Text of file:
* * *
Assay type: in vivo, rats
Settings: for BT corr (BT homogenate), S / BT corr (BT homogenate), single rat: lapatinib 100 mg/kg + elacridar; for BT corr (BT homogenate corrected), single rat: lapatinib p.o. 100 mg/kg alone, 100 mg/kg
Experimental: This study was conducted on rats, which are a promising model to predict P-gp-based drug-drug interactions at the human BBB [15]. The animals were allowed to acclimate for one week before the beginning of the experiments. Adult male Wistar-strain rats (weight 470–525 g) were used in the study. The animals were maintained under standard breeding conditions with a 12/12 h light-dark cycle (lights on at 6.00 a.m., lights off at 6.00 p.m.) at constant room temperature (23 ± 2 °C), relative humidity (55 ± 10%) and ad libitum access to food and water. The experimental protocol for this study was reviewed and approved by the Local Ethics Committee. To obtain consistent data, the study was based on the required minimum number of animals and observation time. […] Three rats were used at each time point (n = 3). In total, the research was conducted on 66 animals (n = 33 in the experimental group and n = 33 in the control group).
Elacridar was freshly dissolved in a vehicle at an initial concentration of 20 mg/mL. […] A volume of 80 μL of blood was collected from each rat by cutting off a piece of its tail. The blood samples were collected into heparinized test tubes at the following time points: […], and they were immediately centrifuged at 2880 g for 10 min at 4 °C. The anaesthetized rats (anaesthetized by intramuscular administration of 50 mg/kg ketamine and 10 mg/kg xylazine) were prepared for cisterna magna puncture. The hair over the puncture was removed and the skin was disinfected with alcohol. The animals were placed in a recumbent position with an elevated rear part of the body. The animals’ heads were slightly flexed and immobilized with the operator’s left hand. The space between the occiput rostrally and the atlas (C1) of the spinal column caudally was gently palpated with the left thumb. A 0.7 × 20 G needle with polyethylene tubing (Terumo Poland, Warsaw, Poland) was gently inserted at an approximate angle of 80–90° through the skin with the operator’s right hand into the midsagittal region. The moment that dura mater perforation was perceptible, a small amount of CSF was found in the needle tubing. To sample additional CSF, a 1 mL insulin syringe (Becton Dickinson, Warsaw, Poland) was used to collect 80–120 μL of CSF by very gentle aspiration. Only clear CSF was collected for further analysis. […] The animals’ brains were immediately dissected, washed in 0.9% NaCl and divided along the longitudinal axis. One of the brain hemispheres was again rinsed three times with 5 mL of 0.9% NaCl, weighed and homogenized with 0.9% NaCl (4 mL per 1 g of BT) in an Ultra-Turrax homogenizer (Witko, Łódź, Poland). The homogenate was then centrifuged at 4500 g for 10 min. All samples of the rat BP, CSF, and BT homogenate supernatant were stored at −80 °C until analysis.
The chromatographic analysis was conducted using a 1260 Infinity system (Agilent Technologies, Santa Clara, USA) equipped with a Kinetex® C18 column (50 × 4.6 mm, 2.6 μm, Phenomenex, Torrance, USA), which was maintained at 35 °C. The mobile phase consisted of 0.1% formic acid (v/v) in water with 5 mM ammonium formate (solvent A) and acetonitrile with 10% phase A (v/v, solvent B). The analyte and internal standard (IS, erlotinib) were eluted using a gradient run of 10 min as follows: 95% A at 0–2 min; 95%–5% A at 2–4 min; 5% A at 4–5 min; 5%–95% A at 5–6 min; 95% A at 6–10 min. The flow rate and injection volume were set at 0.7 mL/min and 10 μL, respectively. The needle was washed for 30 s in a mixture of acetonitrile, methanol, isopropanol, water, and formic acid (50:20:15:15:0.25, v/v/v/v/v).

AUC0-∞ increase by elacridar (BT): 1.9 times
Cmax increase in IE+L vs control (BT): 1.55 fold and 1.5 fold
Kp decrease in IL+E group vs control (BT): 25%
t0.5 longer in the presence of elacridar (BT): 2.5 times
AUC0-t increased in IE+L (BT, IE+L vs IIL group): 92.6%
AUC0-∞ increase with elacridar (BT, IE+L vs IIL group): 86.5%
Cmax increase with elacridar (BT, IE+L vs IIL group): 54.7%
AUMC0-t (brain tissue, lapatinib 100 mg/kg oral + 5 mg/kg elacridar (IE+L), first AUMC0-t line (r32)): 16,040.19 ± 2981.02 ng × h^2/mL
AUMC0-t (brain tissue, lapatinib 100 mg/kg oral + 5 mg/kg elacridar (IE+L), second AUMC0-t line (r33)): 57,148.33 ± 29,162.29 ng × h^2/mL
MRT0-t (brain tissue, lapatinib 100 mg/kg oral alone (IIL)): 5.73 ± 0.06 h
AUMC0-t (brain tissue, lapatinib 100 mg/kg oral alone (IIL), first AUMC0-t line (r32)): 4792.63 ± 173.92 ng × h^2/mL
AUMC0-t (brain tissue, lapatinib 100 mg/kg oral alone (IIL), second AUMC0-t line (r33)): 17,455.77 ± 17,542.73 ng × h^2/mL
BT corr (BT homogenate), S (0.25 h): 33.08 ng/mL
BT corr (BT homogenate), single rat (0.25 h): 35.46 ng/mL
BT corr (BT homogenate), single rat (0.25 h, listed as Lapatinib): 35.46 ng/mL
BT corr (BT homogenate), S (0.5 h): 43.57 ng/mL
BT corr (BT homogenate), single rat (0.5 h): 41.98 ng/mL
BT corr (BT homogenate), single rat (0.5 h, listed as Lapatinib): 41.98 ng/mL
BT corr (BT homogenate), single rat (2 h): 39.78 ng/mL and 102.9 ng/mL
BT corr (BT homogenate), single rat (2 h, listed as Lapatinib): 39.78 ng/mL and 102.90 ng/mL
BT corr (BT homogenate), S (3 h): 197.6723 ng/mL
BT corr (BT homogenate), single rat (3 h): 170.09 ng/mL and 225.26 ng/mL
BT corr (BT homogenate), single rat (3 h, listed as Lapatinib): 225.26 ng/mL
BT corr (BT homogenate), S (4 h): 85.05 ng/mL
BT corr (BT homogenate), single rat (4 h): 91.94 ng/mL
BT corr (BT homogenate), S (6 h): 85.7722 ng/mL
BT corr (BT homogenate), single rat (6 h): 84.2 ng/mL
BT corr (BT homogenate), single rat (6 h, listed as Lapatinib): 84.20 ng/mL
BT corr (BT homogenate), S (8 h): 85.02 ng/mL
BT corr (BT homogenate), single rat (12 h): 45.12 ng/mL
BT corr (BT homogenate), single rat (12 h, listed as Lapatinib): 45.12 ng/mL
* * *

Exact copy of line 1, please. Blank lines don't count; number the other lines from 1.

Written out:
Assay type: in vivo, rats